Claremont Mormon Studies

Claremont Graduate University • School of Religion

Claremont Mormon Studies Student Association

The Claremont Mormon Studies Student Association (CMSSA) is dedicated to providing an academic and social support structure for students, researchers, and professionals with an interest in the academic study of Mormonism. As an extracurricular extension of and support to Mormon Studies at Claremont Graduate University’s School of Religion, its main objective is to enrich, enliven, and engender intellectual conversations among students and with scholars. To this end, CMSSA hopes to assist the School of Religion in preparing young scholars by regularly sponsoring student and scholar research presentations, hosting critical topical discussions that will highlight issues especially relevant to the contemporary religious community, and sponsoring graduate-student conferences. Additionally, in harmony with one of the main objectives of the School of Religion, CMSSA will work with The Council for the Study of The Church of Jesus Christ of Latter-day Saints when appropriate to foster constructively critical dialogue, and build bridges of understanding, between the religious community and the academy.

"What Is Mormon Studies?" Conference to be held April 23-24

Transdisciplinary Inquiries into an Emerging Field

Given the new academic chairs that have been established in Mormon studies, and the conferences, courses, and programs of similar designation around the world, we are entitled to ask “What is Mormon studies,” and who studies in such a field? Thanks to such interest in Mormonism, the academy now faces, among others, two significant lines of inquiry.

First, Mormonism’s complexities suggest how this religious movement likely resists categorization. is Mormon studies a viable new field? is it even a viable conceptual option for academic examination?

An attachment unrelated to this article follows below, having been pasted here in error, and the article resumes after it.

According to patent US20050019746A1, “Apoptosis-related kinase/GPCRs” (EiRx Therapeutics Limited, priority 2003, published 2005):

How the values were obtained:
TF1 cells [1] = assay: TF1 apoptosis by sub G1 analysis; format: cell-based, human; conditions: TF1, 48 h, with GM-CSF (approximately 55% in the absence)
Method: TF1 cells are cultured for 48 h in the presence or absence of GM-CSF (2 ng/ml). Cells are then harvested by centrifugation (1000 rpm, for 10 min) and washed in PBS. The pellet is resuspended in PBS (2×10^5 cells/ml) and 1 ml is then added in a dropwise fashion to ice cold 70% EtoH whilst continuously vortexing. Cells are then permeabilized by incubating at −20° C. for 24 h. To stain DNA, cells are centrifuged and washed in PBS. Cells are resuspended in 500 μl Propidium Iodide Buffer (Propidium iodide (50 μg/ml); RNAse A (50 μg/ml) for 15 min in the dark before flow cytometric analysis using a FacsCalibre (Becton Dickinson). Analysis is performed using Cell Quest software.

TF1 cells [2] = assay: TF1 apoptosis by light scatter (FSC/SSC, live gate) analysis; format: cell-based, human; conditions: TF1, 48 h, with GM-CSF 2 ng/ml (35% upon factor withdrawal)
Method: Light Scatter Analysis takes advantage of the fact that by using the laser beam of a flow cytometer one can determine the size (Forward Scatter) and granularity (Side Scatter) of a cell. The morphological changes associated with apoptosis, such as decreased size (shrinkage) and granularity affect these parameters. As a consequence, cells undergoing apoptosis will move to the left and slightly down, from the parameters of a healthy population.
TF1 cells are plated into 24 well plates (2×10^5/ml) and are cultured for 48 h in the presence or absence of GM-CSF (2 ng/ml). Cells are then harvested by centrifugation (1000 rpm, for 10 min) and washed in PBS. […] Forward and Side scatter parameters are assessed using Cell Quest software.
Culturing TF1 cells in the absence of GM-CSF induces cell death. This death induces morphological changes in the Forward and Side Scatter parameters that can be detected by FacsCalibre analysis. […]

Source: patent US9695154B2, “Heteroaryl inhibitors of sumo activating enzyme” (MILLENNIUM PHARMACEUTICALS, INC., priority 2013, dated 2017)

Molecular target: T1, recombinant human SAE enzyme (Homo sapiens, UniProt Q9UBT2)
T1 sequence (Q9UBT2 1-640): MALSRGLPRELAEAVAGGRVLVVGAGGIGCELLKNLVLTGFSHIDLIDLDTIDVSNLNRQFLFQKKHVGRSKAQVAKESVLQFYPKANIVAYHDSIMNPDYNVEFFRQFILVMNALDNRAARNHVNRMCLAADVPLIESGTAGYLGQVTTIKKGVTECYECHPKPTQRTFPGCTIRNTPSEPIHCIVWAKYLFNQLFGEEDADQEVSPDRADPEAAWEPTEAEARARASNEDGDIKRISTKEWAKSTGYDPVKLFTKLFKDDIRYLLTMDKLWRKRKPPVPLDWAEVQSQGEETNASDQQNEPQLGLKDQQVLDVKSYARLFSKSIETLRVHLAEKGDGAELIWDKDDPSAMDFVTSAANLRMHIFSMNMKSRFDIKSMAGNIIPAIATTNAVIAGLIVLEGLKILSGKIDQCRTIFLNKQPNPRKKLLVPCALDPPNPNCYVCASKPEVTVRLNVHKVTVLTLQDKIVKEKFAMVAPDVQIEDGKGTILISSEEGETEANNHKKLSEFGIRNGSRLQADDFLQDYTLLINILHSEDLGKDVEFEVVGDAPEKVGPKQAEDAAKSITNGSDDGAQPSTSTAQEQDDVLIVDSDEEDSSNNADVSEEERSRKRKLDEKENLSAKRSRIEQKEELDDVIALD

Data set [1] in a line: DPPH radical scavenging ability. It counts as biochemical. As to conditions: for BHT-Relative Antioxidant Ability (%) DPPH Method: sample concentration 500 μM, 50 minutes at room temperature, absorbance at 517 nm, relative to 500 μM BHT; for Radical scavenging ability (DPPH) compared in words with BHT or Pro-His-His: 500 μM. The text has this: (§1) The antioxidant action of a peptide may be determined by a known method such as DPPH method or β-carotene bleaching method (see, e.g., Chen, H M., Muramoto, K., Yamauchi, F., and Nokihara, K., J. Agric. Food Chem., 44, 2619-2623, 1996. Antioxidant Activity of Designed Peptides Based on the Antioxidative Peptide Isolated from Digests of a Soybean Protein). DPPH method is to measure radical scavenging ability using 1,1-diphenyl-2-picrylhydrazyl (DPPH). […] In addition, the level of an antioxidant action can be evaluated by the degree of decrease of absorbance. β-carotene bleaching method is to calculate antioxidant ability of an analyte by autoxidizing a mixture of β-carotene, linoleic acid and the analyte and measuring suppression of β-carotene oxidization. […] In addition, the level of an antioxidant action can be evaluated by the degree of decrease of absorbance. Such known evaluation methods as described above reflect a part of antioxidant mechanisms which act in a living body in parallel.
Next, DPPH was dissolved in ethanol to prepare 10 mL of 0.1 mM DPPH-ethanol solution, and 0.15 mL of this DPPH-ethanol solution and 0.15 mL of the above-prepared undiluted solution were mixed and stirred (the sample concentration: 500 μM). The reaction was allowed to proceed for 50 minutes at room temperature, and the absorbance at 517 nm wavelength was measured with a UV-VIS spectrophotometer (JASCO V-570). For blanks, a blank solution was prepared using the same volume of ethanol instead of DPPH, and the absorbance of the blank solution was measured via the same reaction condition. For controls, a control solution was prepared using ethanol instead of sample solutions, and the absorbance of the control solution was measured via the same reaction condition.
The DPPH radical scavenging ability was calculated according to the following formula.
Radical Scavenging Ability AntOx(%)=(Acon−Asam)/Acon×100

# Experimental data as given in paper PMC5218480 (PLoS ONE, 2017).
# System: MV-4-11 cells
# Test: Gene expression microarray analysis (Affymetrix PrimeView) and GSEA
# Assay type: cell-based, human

Second, from an academic standpoint, those who study Mormonism will in large part determine what Mormon studies becomes and how it proceeds. What are the various competing visions for what should be studied and advanced under this rubric? What various aspects of Mormonism will/should be considered appropriate or germane to investigation? What aspects will/should be eliminated from academic inquiry?

Conference Program

Friday, April 23

7:00 pm - Keynote Address

Jan Shipps, Indiana University–Purdue University Indianapolis

Saturday, April 24

9:00 am - Morning Session: Critical Approaches to Mormon Studies

Loyd Ericson
"Where is the Mormon in Mormon Studies? Subject, Method, Object"

Cheryl L. Bruno
"Mormon History from the Kitchen Window: White is the Field in Essentialist Feminism"

Blair Van Dyke
"How Wide the Divide? The Absence of Conversation between Mormon Studies and Mormon Mainstream"

Christopher C. Smith
"What Hath Oxford to do with Salt Lake?"

1:00 pm - Afternoon Session: Challenges Facing Mormon Studies

Adam S. Miller
"A Manifesto for Mormon Theology"

Jacob Rennaker
"Through a Glass, Darkly? Biblical Studies, Mormon Studies, Parallels, and Problems"

Greg Kofford
"Publishing Mormon Studies: Inside Looking Out"

4:00 pm - Evening Session: Scholars' Panel

Claudia Bushman, Claremont Graduate University

Brian Birch, Utah Valley University

J. Spencer Fluhman, Brigham Young University

Armand L. Mauss, Claremont Graduate University

6:30 pm - Concluding Remarks

Richard L. Bushman, Claremont Graduate University